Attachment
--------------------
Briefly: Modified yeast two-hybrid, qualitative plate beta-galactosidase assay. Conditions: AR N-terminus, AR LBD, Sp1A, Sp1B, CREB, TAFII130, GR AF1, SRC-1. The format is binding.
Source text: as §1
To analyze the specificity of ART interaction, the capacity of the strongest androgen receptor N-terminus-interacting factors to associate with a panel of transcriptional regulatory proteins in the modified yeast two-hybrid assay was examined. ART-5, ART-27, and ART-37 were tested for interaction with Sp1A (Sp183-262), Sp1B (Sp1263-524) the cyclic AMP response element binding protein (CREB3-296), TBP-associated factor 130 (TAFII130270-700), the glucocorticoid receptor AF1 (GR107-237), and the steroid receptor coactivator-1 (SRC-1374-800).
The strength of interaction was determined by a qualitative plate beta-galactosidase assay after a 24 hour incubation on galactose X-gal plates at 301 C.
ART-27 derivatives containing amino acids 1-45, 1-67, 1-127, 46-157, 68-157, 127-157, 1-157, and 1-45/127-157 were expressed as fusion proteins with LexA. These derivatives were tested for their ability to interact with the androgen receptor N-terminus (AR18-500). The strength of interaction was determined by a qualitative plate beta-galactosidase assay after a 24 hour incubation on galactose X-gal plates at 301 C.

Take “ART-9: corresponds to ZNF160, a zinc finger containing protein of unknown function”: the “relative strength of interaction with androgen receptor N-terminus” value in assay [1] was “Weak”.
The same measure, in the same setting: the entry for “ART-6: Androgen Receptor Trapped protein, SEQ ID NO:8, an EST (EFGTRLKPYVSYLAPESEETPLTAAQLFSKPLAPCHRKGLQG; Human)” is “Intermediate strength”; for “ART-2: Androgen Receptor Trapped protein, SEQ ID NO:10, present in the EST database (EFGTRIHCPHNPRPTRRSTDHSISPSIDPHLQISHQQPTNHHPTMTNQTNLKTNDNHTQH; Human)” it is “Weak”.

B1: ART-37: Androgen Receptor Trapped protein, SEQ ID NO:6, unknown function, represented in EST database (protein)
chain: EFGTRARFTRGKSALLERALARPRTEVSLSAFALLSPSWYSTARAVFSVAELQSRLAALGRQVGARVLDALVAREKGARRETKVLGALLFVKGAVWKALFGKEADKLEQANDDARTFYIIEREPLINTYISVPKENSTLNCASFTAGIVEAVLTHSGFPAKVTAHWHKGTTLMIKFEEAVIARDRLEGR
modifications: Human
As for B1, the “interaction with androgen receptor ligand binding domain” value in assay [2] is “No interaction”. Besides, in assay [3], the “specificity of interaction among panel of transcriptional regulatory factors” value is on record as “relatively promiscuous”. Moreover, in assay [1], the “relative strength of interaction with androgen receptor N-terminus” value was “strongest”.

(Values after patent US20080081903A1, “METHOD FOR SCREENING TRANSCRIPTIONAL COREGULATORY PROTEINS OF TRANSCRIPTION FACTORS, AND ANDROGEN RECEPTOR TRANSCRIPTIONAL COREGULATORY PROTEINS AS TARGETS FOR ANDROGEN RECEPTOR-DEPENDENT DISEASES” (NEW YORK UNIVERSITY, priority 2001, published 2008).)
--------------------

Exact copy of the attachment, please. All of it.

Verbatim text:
Briefly: Modified yeast two-hybrid, qualitative plate beta-galactosidase assay. Conditions: AR N-terminus, AR LBD, Sp1A, Sp1B, CREB, TAFII130, GR AF1, SRC-1. The format is binding.
Source text: as §1
To analyze the specificity of ART interaction, the capacity of the strongest androgen receptor N-terminus-interacting factors to associate with a panel of transcriptional regulatory proteins in the modified yeast two-hybrid assay was examined. ART-5, ART-27, and ART-37 were tested for interaction with Sp1A (Sp183-262), Sp1B (Sp1263-524) the cyclic AMP response element binding protein (CREB3-296), TBP-associated factor 130 (TAFII130270-700), the glucocorticoid receptor AF1 (GR107-237), and the steroid receptor coactivator-1 (SRC-1374-800).
The strength of interaction was determined by a qualitative plate beta-galactosidase assay after a 24 hour incubation on galactose X-gal plates at 301 C.
ART-27 derivatives containing amino acids 1-45, 1-67, 1-127, 46-157, 68-157, 127-157, 1-157, and 1-45/127-157 were expressed as fusion proteins with LexA. These derivatives were tested for their ability to interact with the androgen receptor N-terminus (AR18-500). The strength of interaction was determined by a qualitative plate beta-galactosidase assay after a 24 hour incubation on galactose X-gal plates at 301 C.

Take “ART-9: corresponds to ZNF160, a zinc finger containing protein of unknown function”: the “relative strength of interaction with androgen receptor N-terminus” value in assay [1] was “Weak”.
The same measure, in the same setting: the entry for “ART-6: Androgen Receptor Trapped protein, SEQ ID NO:8, an EST (EFGTRLKPYVSYLAPESEETPLTAAQLFSKPLAPCHRKGLQG; Human)” is “Intermediate strength”; for “ART-2: Androgen Receptor Trapped protein, SEQ ID NO:10, present in the EST database (EFGTRIHCPHNPRPTRRSTDHSISPSIDPHLQISHQQPTNHHPTMTNQTNLKTNDNHTQH; Human)” it is “Weak”.

B1: ART-37: Androgen Receptor Trapped protein, SEQ ID NO:6, unknown function, represented in EST database (protein)
chain: EFGTRARFTRGKSALLERALARPRTEVSLSAFALLSPSWYSTARAVFSVAELQSRLAALGRQVGARVLDALVAREKGARRETKVLGALLFVKGAVWKALFGKEADKLEQANDDARTFYIIEREPLINTYISVPKENSTLNCASFTAGIVEAVLTHSGFPAKVTAHWHKGTTLMIKFEEAVIARDRLEGR
modifications: Human
As for B1, the “interaction with androgen receptor ligand binding domain” value in assay [2] is “No interaction”. Besides, in assay [3], the “specificity of interaction among panel of transcriptional regulatory factors” value is on record as “relatively promiscuous”. Moreover, in assay [1], the “relative strength of interaction with androgen receptor N-terminus” value was “strongest”.

(Values after patent US20080081903A1, “METHOD FOR SCREENING TRANSCRIPTIONAL COREGULATORY PROTEINS OF TRANSCRIPTION FACTORS, AND ANDROGEN RECEPTOR TRANSCRIPTIONAL COREGULATORY PROTEINS AS TARGETS FOR ANDROGEN RECEPTOR-DEPENDENT DISEASES” (NEW YORK UNIVERSITY, priority 2001, published 2008).)